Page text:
Rethinking assessment: is the ‘oral essay’ a realistic alternative to the written essay in HE?
By Blog Editor, IOE Digital, on 31 May 2022
‘I own the words I speak more than I own the words that I write’. (student’s sentiment recorded by Joughin)
Higher education students in the UK are predominantly assessed through the medium of writing, with essays being the most common type of assignment. As an academic writing tutor, I have been ‘part of the system’ for several years now, preparing foundation students to understand and appropriately address essay tasks in their university studies.
The mere existence of my job has depended on the long-lived and cherished tradition of essay writing as a means to facilitate learning, diagnose students’ progress and assess understanding. I have always admired the format of academic essay that has an inherent potential to give learners space for expressing new and original ideas and, at the same time, demonstrating their deep understanding of the existing knowledge.
Students have not always shared my enthusiasm though. Moreover, the combination of independent thought and experts’ ideas that I admired was often a matter of confusion for learners. This issue, I learned later, had already been noticed by Womack in 1993. It seems worth quoting his words here, as after almost 30 years they can still resonate with educators.
On the one hand we want her own thoughts and responses: independent thought, freshness, originality, are not only permitted, but tirelessly demanded in examiners’ reports. On the other hand, there’s an equal insistence that every assertion be supported by evidence of intensive and extensive reading, that the language of the essay be ‘appropriate’, that the handling of contentious issues be balanced – in short, that the expression of independence of mind be thoroughly permeated by signs of conformity to an academic code of practice. The inevitable stress signal of this tension is plagiarism.
Bewildered or exhausted by the requirement that she should be herself and simultaneously approximate to a model outside herself, the candidate produces the contradiction in the form of deception – she literally adopts the voice of another as her own.
The issue of plagiarism, or adopting someone else’s voice, mentioned by Womack, has since grown to a considerably larger proportion due to the wide use of the Internet in the 21st century. Even students who believe in academic integrity and do not intend to plagiarise can be overwhelmed by the amount of ‘ready-made ideas’ available online and can engage in the so-called ‘patchworking activity’ when the final essay presents ‘patches’ of disconnected ideas, roughly ‘stitched’ together. As a result, students’ personal voice can be lost, critical analysis can be insufficient and the overall argument can lack coherence – and these are the qualities that academics seem to value most in students’ writing.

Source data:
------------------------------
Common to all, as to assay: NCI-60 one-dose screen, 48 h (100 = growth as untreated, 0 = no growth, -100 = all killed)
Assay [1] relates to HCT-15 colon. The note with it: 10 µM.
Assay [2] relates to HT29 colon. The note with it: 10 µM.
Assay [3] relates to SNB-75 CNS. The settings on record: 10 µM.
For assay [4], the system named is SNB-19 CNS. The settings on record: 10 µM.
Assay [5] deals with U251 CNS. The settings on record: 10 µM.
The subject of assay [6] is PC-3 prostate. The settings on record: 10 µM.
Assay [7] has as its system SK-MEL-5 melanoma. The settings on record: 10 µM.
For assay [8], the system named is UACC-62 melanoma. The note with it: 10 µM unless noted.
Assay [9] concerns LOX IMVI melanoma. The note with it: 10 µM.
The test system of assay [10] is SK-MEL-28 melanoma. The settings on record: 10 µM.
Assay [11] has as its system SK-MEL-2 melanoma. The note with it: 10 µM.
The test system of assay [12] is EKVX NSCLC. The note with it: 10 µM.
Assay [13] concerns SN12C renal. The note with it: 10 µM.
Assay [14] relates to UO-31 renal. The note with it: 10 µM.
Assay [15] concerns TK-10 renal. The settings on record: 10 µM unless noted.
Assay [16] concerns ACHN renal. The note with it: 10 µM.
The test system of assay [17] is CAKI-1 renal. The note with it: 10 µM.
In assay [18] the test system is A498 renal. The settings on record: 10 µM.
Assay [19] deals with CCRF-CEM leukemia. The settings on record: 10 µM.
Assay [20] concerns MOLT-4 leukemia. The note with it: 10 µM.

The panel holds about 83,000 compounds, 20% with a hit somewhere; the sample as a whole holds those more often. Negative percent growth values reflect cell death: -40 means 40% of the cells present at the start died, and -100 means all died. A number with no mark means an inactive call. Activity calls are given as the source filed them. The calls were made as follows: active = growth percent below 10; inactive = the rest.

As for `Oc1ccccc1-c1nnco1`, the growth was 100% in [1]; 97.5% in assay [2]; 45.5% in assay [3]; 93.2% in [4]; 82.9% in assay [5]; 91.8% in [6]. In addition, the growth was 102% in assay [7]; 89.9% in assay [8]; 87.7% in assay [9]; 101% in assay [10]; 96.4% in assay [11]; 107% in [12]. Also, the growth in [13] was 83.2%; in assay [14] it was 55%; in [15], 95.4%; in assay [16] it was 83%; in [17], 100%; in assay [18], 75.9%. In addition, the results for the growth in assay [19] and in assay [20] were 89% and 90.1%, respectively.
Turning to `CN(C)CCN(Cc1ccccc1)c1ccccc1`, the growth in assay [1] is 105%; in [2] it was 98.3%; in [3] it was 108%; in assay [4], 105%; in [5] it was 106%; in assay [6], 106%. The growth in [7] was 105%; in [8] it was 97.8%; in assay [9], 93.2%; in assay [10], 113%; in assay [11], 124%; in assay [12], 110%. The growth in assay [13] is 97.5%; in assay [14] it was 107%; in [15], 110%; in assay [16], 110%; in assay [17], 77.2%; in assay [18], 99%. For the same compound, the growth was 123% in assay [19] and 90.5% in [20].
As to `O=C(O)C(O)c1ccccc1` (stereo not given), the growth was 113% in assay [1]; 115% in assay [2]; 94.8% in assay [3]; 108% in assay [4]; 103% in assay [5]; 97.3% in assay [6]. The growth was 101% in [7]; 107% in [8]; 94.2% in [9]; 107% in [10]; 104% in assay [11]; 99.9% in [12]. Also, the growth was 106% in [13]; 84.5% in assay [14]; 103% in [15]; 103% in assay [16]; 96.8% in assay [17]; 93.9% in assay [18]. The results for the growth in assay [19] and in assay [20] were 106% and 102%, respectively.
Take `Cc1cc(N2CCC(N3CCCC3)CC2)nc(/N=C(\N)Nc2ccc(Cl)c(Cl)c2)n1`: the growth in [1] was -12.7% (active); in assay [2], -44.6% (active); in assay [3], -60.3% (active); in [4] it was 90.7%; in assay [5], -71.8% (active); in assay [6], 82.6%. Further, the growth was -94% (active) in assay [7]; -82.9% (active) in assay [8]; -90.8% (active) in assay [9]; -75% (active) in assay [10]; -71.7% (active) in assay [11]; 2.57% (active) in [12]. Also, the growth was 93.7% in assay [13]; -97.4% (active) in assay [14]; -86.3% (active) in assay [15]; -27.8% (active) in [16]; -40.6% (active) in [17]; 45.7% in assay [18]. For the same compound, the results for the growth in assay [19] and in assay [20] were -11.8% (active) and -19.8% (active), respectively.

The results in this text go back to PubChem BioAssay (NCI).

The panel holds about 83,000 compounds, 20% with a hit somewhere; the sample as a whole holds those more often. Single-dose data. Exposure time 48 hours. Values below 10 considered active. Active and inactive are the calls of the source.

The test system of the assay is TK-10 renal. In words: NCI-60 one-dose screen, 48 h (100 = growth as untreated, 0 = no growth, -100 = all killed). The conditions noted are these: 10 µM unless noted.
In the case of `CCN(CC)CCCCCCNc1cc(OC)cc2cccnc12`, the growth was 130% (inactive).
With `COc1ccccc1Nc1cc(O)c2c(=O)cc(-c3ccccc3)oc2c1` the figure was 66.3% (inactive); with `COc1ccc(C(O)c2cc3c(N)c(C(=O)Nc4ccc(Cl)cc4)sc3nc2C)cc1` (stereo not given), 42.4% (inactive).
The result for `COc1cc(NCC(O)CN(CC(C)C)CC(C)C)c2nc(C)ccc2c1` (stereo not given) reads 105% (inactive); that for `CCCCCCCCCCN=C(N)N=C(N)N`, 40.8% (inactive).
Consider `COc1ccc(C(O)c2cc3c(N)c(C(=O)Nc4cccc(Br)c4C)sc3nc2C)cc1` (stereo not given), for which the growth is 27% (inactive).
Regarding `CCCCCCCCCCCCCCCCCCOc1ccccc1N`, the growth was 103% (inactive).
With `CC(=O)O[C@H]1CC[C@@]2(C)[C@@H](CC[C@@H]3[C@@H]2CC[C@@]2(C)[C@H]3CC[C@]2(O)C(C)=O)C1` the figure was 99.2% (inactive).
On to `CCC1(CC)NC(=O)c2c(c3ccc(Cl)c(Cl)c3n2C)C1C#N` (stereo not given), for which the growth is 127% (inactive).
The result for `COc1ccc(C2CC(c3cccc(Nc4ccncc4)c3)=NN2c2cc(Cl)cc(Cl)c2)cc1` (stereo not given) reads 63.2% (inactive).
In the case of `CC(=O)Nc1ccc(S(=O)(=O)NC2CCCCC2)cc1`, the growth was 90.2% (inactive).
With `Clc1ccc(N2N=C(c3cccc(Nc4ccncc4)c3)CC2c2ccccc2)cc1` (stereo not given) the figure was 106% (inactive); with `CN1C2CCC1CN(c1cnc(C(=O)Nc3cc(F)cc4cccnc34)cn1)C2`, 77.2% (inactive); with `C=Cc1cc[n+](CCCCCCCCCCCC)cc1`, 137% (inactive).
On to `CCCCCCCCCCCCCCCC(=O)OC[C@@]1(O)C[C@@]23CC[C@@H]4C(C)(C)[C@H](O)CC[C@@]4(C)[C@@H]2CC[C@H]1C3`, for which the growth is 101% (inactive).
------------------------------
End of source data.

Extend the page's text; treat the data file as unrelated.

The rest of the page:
Driven by the awareness of these issues and the appeal of the Quality Assurance Agency (QAA) ‘to design out’ opportunities for plagiarism in university assessments, I started thinking and experimenting with different types of assessment that can be used instead of essays or in combination with essays as a scaffolding tool.
Eventually, I noticed that students felt less detached from the task and more focused on the assessment requirements if they knew that they needed to perform the task orally. This usually resulted in reduced plagiarism and a more coherent argument. The oral mode seemed to create the feeling of ‘ownership’ and ‘responsibility’ in the way learners presented their ideas and structured their narrative. Suddenly, the areas that they used to consistently ignore or overlook in their written essays (for example, a clear thesis statement, general topic statements, coherent sequencing and structuring of ideas) successfully appeared in their oral monologues. It seemed to concur with the ideas of Joughin, one of the advocates of oral examinations, that writing can have the effect of ‘separating the knower from the known’ while, in speaking, students tend to ‘identify themselves with their words’.
I did not want to completely abandon the essay format though – not only because I was employed to teach writing, but also because, despite its ‘questionable legacy’, I believed in its potential to be what Womack called a ‘weapon’ against instrumentalism, meaning that the task allowed students to be creative and critical, and did not just focus on regurgitation of facts or application of a practical skill.
This is where the idea of an ‘oral essay’ came to mind. I envisaged it as an assessment where students would be ‘given the floor’ – an uninterrupted stretch of time to orally construct a critical argument combining personal stance and experts’ ideas. The oral mode, where a student uses their physical voice, could possibly help to develop the so-called academic voice – the independent and original stance that Womack was talking about.
Many of the essay marking criteria, I thought, could be preserved and constitute the structure of the proposed innovation. The pre-determined structure, according to Joughin, could increase reliability – an important aspect of assessment, which is often challenged in oral examinations.
Developing the idea, I felt, deserved time and effort. This prompted me to formulate it as an aim for a PhD research project that could be undertaken over a period of several years, bringing rigour and empirical evidence to the initial proposal.
Now, while I am in the process of clarifying my rationale, refining my research questions and confirming my methodological choices, I keep asking myself and people around me: Is a human brain capable of spontaneously producing and delivering at least a short (5-paragraph) argument in an oral form without any visual aids, combining personal stance and experts’ ideas? And if yes, what benefits can it bring to that human being?
What do you think?